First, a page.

February 18th, 2002
The Premiere OnLine Magazine for the Fly Fishing Enthusiast.
Loss of a Friend
This is where our readers tell their stories . . .
By By Richard D. Zieger, Iowa
Was at church today when we found out a friend who moved away from
here a long time ago had died. I guess I had not heard from him or
contacted him in over five years. This was the man who first took me
to several of the ponds I fish in this area. As we talked after
church, we realized this man had taken several of us out fishing
to various ponds in the area.
I remember the first time he took me fishing. We drove about six miles
from town and pulled off near a locked gate to a pasture. We then
walked about half a mile back to the pond and down the hill to get
to the dam. We had some fairly good fishing and a lot of fun talking
about what we were doing. I grew up fishing in Alaska so I had no
idea (still may not) what I was doing on a farm pond or what kind
of fish I might catch.
He kindly suggested places I might cast to and lures I might use. This
was in my pre-fly fishing days. He taught me a great deal about how
to figure out what the water under the pond might look like because
of the land around the pond. He also explained that a light wind
would collect algae over the vegetation growing at the edge of
a channel. The waves were also smaller as they went over these
weeds even if they were under water. This could suggest an edge
to deeper water. These are some things I now look for automatically
but were new to me then.
He also always told us we taught him something every time we went
out with him. At the end of the first trip he took me on he gave me a
key. He told me he was to old to walk back, so I should go get the pickup,
unlock the gate and drive down to get him. He saw a great deal more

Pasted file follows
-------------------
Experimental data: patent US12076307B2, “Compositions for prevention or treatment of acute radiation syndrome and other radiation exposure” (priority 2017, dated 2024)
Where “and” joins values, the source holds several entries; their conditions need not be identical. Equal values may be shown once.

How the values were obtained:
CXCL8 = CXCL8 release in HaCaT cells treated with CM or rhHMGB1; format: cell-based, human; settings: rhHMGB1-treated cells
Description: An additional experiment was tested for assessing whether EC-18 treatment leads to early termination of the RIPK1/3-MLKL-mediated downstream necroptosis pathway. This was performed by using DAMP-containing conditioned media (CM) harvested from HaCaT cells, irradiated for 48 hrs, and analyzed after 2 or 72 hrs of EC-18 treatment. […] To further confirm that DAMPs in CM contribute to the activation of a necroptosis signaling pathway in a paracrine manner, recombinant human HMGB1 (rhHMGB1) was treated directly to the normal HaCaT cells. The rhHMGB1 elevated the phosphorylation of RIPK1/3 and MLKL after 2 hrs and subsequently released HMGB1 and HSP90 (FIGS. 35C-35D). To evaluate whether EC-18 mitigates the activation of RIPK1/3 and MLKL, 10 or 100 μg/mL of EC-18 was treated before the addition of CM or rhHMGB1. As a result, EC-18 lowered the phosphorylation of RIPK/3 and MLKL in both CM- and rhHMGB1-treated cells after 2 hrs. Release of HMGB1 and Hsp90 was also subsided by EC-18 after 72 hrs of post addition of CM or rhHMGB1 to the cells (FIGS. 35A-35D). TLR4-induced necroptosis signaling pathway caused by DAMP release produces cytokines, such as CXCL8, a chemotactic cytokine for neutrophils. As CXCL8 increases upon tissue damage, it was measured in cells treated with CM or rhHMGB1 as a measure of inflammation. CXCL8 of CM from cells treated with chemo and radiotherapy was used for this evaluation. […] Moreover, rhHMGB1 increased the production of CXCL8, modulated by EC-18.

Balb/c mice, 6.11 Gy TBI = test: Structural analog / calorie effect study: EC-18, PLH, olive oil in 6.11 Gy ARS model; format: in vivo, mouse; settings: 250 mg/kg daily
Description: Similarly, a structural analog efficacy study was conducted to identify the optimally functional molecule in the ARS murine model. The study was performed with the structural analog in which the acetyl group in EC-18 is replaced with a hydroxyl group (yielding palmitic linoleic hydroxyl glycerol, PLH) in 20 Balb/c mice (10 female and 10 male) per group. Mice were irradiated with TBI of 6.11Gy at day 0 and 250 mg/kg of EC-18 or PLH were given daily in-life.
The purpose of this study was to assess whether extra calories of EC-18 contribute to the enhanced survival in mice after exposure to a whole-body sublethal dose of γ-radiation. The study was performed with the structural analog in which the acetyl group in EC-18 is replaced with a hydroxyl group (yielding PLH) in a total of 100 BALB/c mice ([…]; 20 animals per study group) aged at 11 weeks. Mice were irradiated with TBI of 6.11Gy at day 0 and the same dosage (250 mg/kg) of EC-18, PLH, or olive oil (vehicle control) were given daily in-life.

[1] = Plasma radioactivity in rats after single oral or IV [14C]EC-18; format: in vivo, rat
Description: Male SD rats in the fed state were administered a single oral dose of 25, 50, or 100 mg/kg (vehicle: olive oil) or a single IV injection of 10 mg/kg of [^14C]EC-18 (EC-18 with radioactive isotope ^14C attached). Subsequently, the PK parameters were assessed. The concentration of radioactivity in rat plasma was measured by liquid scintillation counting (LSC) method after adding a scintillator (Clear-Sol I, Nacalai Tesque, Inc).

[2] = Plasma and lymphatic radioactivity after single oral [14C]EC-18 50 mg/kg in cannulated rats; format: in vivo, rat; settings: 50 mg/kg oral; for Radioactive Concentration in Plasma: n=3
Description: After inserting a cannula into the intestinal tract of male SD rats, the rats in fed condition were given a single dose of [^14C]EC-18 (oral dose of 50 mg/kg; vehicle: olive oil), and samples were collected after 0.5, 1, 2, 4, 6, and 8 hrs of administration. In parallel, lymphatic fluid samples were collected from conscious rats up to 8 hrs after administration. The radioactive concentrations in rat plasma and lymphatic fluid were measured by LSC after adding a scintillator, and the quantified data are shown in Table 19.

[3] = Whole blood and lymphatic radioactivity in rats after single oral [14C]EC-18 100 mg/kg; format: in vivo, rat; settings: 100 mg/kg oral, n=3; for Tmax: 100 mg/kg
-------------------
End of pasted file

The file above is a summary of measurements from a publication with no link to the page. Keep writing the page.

humor in this event than I did as it was happening. When we got to
his house he told his wife what happened, she had a good laugh. She
told me he did this to everyone he went fishing with. She also said
he always had a key to the gate for any pond he fished.
I drove home somewhat embarrassed he had pulled one over on me
and that everyone in town would know about it. When I got home I
found his fishing gear in the back of my pickup. Being of sound
mind I put it in the shed. He called me in about half a hour to
get his gear and I told him that I had not seen it (for at least
25 minutes). He came over and looked in the pickup and I had him
convinced he had taken it out at home and forgotten where he had
put it. Two days later I drove to his house in the early morning
and laid everything on his back porch. Everyone in town knew about
it because I went to the local coffee shop and told them.
This was an event which cemented our friendship. We went fishing
together fairly often and took some other people out fishing also.
We always tried to go in their vehicle and pull the locked gate
trick on them. Several of the people today talked about it being
pulled on them.
Another of his favorite tricks was to take the largest fish out of
your basket or off your stringer and put it in his. I don't
know how many times I saw him do this. He always enjoyed watching
people try to figure out what happened. He also always returned
the fish to the person.
We talked of the good times we had with our friend. We all
wondered why we had not called him, written him or anything else.
The best excuse is we always figured we would have time. Turns
out we ran out of time. Did call his wife and family today to
talk to them and tell them how much he meant to me. Also told
them how many people had talked about him today and the things
he had done for them. I also apologized for not having done
Told his wife that she had a place to stay if she wanted to come
and visit the town again.
Guess I just wanted to rattle on this event and maybe stimulate
you to contact someone who helped you along the road of becoming
a fisherman. Now is the time to thank them. I also will remember
Dave as I hit the water this summer to fish because he left his
imprint on me.
Share the joy of fishing and thank those who help you, and those
you get to help. ~ Rich Zieger
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